But consciously, rationally following this fear with behaviour is a different story.

This is exactly what ISIS wants non-Muslims to do. Convert fear into hate; hate into behaviour; and make non-Muslims push the big red button of European apocalypse by raising the level of intolerance to Muslim communities, which will trigger its own chain reaction of alienation, protest, and more violence.

Hate-crime rate in the UK has reportedly surged 300% already. A few Americans were detained by police for making threatening calls to mosques in the States on the night of Paris attacks. A few mosques have been vandalized and even shot at.

Commenters, intent on preventing the escalation of violence, went online writing that Islam is a religion of peace; that if all Muslims were terrorists we’d all be dead by now; and that ISIS is not about Islam, but about their own version of it, which has nothing to do with true Islam.

Those are valid arguments, all of them.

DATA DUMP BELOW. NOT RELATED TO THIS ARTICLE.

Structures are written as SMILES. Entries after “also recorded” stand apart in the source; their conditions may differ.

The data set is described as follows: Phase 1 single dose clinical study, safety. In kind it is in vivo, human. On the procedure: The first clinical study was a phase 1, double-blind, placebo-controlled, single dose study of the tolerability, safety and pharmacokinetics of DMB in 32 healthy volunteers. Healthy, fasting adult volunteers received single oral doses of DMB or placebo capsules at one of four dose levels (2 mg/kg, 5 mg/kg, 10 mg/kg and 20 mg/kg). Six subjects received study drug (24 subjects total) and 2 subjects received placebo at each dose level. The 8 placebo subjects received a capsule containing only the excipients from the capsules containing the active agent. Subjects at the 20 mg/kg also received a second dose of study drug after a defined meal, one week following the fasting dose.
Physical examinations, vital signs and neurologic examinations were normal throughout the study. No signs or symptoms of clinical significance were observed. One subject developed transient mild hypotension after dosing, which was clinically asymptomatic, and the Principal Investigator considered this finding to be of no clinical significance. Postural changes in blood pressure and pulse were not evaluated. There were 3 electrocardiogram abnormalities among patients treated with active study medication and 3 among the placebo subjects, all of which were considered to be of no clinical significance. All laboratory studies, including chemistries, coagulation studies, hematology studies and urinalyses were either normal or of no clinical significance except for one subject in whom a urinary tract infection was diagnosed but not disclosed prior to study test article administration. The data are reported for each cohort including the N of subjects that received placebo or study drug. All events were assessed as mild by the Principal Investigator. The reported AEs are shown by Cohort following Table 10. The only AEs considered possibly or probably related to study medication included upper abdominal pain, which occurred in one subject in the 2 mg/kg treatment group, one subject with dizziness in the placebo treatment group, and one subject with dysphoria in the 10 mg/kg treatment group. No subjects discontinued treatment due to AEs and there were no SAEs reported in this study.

If we follow this logic, European Muslims need to raise their united voice now in defense of Ashraf Fayadh.

Is Twitter flooded with messages addressed to the Saudi king with the hashtag #FreeAshrafFayadh?

Do we read reports of European squares and streets being blocked by marching protesters?

Do we read embarrassed comments of Saudi officials who can’t get to their embassies around the globe because they are picketed by hijab-wearing true-to-Quran Muslim protesters demanding freedom for the Palestinian poet?

I am afraid the answer is “no” to all these questions.

Even an online petition to free the poet stands at 13,000 and not tens of millions of true Muslim votes.

If murdering people who live and think differently is not true Islam, then Saudi Arabia shall become the focus of European Muslim protest right this minute.

To the best of my knowledge, it doesn’t happen.